October 25, 2012

The decline of academia and the rise of homeschooling

Bruce Bawer interviewed in the Daily Caller  about his new book,The Victims’ Revolution: The Rise of Identity Studies and the Closing of the Liberal Mind.

What is the Victims’ Revolution?

Education in the humanities used to mean learning about, and learning to appreciate, the glories of Western civilization – accomplishments that were made possible, in large part, by capitalism and individualism. Now, too often, it means being taught to despise Western capitalism and individualism, and to see Western civilization as a plot by white males to oppress members of other groups. Students are trained to see everything around them in terms of the power of oppressor groups over victim groups. They’re trained to cultivate resentment and to pour out ideological, jargon-heavy rhetoric about revolution. They think they’re having their eyes opened about the world but all they’re doing is being turned into robots parroting old, worn-out Marxist slogans.
What is wrong with “identity studies” – i.e. women’s studies, black studies, queer studies, etc.? Why aren’t they real academic disciplines?

Identity studies sum up everything that’s wrong with the humanities today. They’re about nothing other than group identity, group oppression, and group grievance. Instead of engaging in objective scholarly study of, say, black American history or women’s literature, these departments are boosters for everything having to do with the group in question. It’s all slogans. Kids don’t learn anything other than to think of themselves as having been wronged by capitalism, by the West, by America, by white men. College should bring together young people from different backgrounds so they can learn to get along, respect one another, and appreciate all that they have in common. Instead these pernicious “disciplines” encourage them to pigeonhole themselves and others and to see only differences.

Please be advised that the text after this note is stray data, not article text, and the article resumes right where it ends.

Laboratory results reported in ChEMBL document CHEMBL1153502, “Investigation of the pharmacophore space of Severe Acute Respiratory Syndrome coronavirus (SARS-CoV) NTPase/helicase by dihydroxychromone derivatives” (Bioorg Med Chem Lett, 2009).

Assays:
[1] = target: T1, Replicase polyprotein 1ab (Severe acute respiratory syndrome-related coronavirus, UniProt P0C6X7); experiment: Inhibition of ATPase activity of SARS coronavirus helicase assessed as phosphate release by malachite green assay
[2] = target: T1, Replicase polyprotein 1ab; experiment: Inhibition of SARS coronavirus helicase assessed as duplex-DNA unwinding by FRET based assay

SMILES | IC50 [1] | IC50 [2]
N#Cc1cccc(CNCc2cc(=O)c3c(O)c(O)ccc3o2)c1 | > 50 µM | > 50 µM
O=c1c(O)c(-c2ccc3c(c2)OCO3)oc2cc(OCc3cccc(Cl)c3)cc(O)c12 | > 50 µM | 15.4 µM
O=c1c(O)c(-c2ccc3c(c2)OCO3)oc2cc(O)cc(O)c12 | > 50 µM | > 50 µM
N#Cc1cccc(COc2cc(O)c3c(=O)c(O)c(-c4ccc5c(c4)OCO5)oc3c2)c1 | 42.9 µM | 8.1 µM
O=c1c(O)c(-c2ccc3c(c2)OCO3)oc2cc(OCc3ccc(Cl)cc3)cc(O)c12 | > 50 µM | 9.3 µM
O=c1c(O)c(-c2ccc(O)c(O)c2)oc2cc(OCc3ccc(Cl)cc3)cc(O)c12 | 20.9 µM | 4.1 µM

From Minding the Campus  How the Colleges Skew U.S. History

The UCLA History Department offerings 2012

this semester the UCLA department website lists 16 courses in U.S. history since 1789. No courses deal with the Early Republic or the early 19th century. The only coverage of the Civil War comes in the form of small portions of thematic courses dealing either with race or gender (Slavery: Narrative, Novel, and Film, History of Women in the U.S., 1860-1980).It offers no classes on U.S. military history or U.S. constitutional history. The only standard survey comes in the class dealing with the New Deal, World War II, and the immediate postwar period.

Look what the department emphasizes. A quarter of the classes deal with race. Another two courses focus on ethnicity--including Asian-American cuisine; another two focus on gender. Fifteen or twenty years ago, students might encounter these courses in an ethnic studies department, not a history department at one of the nation's leading public universities.

Homeschoolers The Last Radicals

There is exactly one authentically radical social movement of any real significance in the United States, and it is not Occupy, the Tea Party, or the Ron Paul faction. It is homeschoolers, who, by the simple act of instructing their children at home, pose an intellectual, moral, and political challenge to the government-monopoly schools, which are one of our most fundamental institutions and one of our most dysfunctional. Like all radical movements, homeschoolers drive the establishment bats.
Posted by Jill Fallon at October 25, 2012 11:54 AM | Permalink